I went up and down those stairs a few times, just as fast, throughout the game.

Our team (I went to Eastern as a much younger lad) was down, and Western looked to be in control until the momentum shifted when EMU stopped Western and scored just before halftime.  Eastern was down 14-10 at the half.

My daughter, at halftime, was the a part of the middle peak of the M in E M U, right out front as the EMU marching band and the six-ish other marching bands present all belted out popular hip-hop tunes they’d learned just a couple of hours earlier.  I can’t describe how cool it was to see my daughter down there on the field, at the university that asked me not to come back for my junior year, playing with the marching band that I was too much of a drunk loser to play in… If any evidence was needed that I’d done well with my recovery from addiction, I got a plateful last night.

The Eastern Michigan Eagles came out of the locker room on fire, having made some needed adjustments to their game, held the momentum from just before the half, and took it to the Western Michigan Broncos.  EMU won 34 to 27 in a classic come-from-behind victory (they’d been down as much as 14-3 in the first half).  Their offense was exceptional much of the game, but their defense really picked it up in the second half.  There were fireworks and the ROTC lit off cannon blanks every time the Eagles scored (that was awesome).

For the post-game show, my daughter’s school was chosen to perform their entire show on the big stage.  Many fans stayed to watch along with the EMU marching band.  And the Swartz Creek Dragon marching band nailed it.  Their best performance of the year.

27 years ago, I chose to accept my alcoholism and recover from it.  17 years ago, I chose to accept that, after I’d quit smoking, I loved food and had to get off my tukus and get fit.  As it does so often nowadays, all of that awesomeness came together and I got to see why I went to all of that trouble to live a clean, healthy life in the first place.

I could easily look at what I don’t have in life.  I could concentrate on where I fail, and I do every day (small failures, but failures nonetheless).  I could look at where life fails me, at everything that “isn’t fair”.  I could choose to ball up my recovery and flush it for a case of beer and a momentary escape (I never drank half-assed – if I’m going to give up and drink, even hypothetically, I’m gonna do it right).  Better, I could have given up everything that’s been good in my life decades ago, because “I’m probably not a drunk, it was just bad luck”…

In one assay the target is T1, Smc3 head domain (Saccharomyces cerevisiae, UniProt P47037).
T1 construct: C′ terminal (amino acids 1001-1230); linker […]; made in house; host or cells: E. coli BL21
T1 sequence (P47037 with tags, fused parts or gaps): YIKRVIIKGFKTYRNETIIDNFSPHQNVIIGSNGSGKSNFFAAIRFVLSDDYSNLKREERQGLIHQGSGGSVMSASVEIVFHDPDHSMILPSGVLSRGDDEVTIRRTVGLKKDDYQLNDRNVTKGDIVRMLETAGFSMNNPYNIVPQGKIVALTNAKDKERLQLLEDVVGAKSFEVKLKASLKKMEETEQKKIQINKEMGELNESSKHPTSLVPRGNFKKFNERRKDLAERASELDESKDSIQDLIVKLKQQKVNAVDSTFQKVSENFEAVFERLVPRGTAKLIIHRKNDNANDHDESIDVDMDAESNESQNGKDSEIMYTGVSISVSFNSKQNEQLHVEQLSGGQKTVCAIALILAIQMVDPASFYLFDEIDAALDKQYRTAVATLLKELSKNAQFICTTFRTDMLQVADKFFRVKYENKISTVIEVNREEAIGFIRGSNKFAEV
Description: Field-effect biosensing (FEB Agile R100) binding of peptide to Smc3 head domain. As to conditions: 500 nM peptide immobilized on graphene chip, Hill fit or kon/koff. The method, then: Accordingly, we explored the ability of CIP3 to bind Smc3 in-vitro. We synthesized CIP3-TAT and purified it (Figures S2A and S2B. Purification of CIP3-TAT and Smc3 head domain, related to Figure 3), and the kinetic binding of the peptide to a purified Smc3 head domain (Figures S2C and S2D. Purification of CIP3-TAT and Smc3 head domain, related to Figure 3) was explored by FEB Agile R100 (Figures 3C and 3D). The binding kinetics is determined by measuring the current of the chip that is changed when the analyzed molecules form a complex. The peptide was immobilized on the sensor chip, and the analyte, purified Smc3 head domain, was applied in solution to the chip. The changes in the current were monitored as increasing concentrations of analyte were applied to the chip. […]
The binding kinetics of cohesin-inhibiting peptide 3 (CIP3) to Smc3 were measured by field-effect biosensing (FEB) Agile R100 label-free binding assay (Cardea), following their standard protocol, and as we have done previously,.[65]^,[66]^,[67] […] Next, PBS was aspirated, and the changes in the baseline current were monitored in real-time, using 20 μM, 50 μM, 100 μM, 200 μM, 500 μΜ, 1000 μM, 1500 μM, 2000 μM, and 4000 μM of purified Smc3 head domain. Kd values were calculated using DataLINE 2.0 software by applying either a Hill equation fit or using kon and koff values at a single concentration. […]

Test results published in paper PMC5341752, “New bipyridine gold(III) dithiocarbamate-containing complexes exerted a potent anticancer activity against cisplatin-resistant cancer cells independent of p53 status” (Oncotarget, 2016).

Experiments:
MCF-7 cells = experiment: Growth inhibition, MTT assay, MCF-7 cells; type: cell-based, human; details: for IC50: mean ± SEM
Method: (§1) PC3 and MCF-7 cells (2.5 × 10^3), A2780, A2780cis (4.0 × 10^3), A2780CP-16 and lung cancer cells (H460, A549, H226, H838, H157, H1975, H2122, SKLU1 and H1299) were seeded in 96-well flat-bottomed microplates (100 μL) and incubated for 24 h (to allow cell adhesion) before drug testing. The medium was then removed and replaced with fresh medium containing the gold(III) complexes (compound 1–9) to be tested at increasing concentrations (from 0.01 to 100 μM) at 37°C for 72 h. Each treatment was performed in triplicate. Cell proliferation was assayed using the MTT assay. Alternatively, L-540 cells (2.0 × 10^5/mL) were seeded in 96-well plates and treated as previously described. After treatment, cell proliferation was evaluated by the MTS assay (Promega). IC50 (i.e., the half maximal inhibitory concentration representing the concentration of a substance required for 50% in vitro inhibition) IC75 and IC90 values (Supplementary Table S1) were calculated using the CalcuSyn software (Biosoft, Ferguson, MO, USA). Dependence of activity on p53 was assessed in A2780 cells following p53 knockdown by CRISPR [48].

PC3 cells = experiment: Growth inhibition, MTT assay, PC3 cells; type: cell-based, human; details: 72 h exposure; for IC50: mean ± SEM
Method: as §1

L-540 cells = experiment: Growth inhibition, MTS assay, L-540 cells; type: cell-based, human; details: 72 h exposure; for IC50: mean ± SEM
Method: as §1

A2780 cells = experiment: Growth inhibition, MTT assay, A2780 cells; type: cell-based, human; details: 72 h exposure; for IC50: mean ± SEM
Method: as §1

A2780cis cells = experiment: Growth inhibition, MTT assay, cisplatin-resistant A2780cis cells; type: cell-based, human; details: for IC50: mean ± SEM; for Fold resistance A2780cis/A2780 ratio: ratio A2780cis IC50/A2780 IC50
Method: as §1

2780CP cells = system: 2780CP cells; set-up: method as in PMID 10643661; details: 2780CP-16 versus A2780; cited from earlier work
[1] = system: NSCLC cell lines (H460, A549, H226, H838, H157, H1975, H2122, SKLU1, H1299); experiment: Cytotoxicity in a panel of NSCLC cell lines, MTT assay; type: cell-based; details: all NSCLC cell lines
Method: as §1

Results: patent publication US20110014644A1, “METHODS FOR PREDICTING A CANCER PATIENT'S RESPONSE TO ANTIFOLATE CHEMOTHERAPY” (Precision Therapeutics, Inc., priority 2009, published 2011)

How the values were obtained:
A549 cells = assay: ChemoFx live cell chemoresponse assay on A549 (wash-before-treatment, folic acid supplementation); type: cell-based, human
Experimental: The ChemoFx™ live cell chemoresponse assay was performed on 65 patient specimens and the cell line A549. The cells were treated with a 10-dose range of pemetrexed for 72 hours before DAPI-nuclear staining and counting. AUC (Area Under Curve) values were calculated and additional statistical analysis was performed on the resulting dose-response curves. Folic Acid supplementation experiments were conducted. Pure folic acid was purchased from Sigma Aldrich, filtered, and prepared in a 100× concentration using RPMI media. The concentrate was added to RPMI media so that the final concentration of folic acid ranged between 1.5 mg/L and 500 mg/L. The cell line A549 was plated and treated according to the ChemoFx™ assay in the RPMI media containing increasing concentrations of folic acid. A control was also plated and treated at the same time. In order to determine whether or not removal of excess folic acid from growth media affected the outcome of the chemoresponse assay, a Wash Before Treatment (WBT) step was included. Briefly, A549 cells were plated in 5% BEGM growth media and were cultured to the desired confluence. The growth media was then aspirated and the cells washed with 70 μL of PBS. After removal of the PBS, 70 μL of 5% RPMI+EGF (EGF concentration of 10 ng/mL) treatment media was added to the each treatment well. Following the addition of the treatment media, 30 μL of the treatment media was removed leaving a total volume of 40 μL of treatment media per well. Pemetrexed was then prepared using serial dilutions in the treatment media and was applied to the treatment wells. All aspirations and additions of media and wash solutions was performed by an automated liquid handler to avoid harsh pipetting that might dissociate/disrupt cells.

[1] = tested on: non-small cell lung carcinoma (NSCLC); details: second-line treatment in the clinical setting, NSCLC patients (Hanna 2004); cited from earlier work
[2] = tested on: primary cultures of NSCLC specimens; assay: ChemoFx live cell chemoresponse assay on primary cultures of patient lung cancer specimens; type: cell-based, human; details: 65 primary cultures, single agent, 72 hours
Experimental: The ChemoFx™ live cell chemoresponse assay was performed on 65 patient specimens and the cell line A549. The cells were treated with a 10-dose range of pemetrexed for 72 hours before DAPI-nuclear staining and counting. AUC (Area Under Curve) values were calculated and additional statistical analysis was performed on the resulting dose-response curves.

I could have taken all of my misery back and I’d never have experienced what I did last yesterday.

I choose to live the way I do because being me is awesome.

Sorting Out the Difference In Pain Related to Cycling; How I Tell the Difference Between Fit or Fitness

My wife had been experiencing some pain related to cycling.  She’d switched from her normal road/triathlon bike to her gravel bike – she’s technically riding both, probably a little more on the road bike, but not by much.

Now, normally we’d have the gravel bike set up fairly close to the road bike*, but in my wife’s case, she’s got a mix-use road and triathlon bike, so the geometry is very different between the two.  In my case, the road bikes are really close and the gravel bike is pretty close.  Anyway, immediately my wife thinks she needs to start tinkering with her bikes’ setups.  This saddle needs to be moved back, the other one forward and down…  Folks, that’s a tough spot for me to be in right there, because I tinker with my bikes a lot, and she knows this.  This is different from tinkering, though, and took me a day to kick it around and figure out how to respond, because I didn’t think the issue was her setup.  See, just the week before, she’d been raving about how comfortable the road/tri bike was, how she liked the new wheels, and how “right” everything was.  You just don’t go from being content to having to change the saddle height and location in a week.  I had to gently let her onto the idea that it’d be better to ride through this one.

And I knew this because I do it all the time.